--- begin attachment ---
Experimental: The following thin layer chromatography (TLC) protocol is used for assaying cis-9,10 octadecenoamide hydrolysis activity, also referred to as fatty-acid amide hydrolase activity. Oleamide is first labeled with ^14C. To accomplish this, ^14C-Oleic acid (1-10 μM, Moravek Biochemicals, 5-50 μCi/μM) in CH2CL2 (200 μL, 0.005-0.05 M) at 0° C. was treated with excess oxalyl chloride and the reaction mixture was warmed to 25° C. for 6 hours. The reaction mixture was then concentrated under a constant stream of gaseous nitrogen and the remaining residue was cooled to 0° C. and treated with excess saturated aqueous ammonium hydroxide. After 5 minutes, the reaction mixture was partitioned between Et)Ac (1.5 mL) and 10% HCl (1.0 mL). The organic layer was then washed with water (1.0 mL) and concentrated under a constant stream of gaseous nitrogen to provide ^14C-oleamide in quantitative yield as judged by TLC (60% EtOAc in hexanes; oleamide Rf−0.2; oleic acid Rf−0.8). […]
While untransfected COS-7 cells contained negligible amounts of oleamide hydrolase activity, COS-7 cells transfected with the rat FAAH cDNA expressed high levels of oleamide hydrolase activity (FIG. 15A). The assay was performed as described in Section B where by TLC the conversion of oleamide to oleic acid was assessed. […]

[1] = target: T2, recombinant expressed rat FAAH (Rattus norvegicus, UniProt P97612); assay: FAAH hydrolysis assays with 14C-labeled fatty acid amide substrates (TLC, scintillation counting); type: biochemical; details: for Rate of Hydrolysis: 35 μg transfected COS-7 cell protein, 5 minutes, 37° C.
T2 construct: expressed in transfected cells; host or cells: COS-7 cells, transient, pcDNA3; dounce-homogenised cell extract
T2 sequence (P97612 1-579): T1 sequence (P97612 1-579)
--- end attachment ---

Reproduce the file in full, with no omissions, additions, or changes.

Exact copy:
Experimental: The following thin layer chromatography (TLC) protocol is used for assaying cis-9,10 octadecenoamide hydrolysis activity, also referred to as fatty-acid amide hydrolase activity. Oleamide is first labeled with ^14C. To accomplish this, ^14C-Oleic acid (1-10 μM, Moravek Biochemicals, 5-50 μCi/μM) in CH2CL2 (200 μL, 0.005-0.05 M) at 0° C. was treated with excess oxalyl chloride and the reaction mixture was warmed to 25° C. for 6 hours. The reaction mixture was then concentrated under a constant stream of gaseous nitrogen and the remaining residue was cooled to 0° C. and treated with excess saturated aqueous ammonium hydroxide. After 5 minutes, the reaction mixture was partitioned between Et)Ac (1.5 mL) and 10% HCl (1.0 mL). The organic layer was then washed with water (1.0 mL) and concentrated under a constant stream of gaseous nitrogen to provide ^14C-oleamide in quantitative yield as judged by TLC (60% EtOAc in hexanes; oleamide Rf−0.2; oleic acid Rf−0.8). […]
While untransfected COS-7 cells contained negligible amounts of oleamide hydrolase activity, COS-7 cells transfected with the rat FAAH cDNA expressed high levels of oleamide hydrolase activity (FIG. 15A). The assay was performed as described in Section B where by TLC the conversion of oleamide to oleic acid was assessed. […]

[1] = target: T2, recombinant expressed rat FAAH (Rattus norvegicus, UniProt P97612); assay: FAAH hydrolysis assays with 14C-labeled fatty acid amide substrates (TLC, scintillation counting); type: biochemical; details: for Rate of Hydrolysis: 35 μg transfected COS-7 cell protein, 5 minutes, 37° C.
T2 construct: expressed in transfected cells; host or cells: COS-7 cells, transient, pcDNA3; dounce-homogenised cell extract
T2 sequence (P97612 1-579): T1 sequence (P97612 1-579)